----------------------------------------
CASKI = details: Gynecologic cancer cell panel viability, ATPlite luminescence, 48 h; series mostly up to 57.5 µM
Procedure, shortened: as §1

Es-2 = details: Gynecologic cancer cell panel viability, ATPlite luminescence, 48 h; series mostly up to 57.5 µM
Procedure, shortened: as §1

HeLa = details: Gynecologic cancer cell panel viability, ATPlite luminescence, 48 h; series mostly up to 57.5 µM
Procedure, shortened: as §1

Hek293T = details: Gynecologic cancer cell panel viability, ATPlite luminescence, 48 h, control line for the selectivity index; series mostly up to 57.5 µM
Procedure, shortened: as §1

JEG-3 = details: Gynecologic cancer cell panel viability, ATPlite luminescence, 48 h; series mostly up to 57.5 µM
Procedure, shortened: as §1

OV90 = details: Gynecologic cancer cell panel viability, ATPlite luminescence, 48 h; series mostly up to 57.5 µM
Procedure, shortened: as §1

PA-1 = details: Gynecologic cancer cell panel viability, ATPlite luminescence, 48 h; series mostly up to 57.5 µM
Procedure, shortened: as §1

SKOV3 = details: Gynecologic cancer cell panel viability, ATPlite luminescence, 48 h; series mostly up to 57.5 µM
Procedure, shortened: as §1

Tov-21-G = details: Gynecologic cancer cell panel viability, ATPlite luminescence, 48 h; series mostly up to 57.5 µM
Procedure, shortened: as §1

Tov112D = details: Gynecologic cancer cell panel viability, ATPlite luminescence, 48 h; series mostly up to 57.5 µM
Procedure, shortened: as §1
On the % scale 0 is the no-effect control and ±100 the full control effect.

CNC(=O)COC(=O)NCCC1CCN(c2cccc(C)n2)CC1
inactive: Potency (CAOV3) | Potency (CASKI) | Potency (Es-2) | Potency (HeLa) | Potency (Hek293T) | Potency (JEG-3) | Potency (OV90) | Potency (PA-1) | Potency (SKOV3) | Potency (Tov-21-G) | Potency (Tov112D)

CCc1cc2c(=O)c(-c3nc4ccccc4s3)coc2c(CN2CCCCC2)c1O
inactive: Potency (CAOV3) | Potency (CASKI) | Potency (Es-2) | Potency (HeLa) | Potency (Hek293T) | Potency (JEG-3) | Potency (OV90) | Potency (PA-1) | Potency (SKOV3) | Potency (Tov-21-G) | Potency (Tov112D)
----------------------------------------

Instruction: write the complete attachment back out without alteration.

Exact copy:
CASKI = details: Gynecologic cancer cell panel viability, ATPlite luminescence, 48 h; series mostly up to 57.5 µM
Procedure, shortened: as §1

Es-2 = details: Gynecologic cancer cell panel viability, ATPlite luminescence, 48 h; series mostly up to 57.5 µM
Procedure, shortened: as §1

HeLa = details: Gynecologic cancer cell panel viability, ATPlite luminescence, 48 h; series mostly up to 57.5 µM
Procedure, shortened: as §1

Hek293T = details: Gynecologic cancer cell panel viability, ATPlite luminescence, 48 h, control line for the selectivity index; series mostly up to 57.5 µM
Procedure, shortened: as §1

JEG-3 = details: Gynecologic cancer cell panel viability, ATPlite luminescence, 48 h; series mostly up to 57.5 µM
Procedure, shortened: as §1

OV90 = details: Gynecologic cancer cell panel viability, ATPlite luminescence, 48 h; series mostly up to 57.5 µM
Procedure, shortened: as §1

PA-1 = details: Gynecologic cancer cell panel viability, ATPlite luminescence, 48 h; series mostly up to 57.5 µM
Procedure, shortened: as §1

SKOV3 = details: Gynecologic cancer cell panel viability, ATPlite luminescence, 48 h; series mostly up to 57.5 µM
Procedure, shortened: as §1

Tov-21-G = details: Gynecologic cancer cell panel viability, ATPlite luminescence, 48 h; series mostly up to 57.5 µM
Procedure, shortened: as §1

Tov112D = details: Gynecologic cancer cell panel viability, ATPlite luminescence, 48 h; series mostly up to 57.5 µM
Procedure, shortened: as §1
On the % scale 0 is the no-effect control and ±100 the full control effect.

CNC(=O)COC(=O)NCCC1CCN(c2cccc(C)n2)CC1
inactive: Potency (CAOV3) | Potency (CASKI) | Potency (Es-2) | Potency (HeLa) | Potency (Hek293T) | Potency (JEG-3) | Potency (OV90) | Potency (PA-1) | Potency (SKOV3) | Potency (Tov-21-G) | Potency (Tov112D)

CCc1cc2c(=O)c(-c3nc4ccccc4s3)coc2c(CN2CCCCC2)c1O
inactive: Potency (CAOV3) | Potency (CASKI) | Potency (Es-2) | Potency (HeLa) | Potency (Hek293T) | Potency (JEG-3) | Potency (OV90) | Potency (PA-1) | Potency (SKOV3) | Potency (Tov-21-G) | Potency (Tov112D)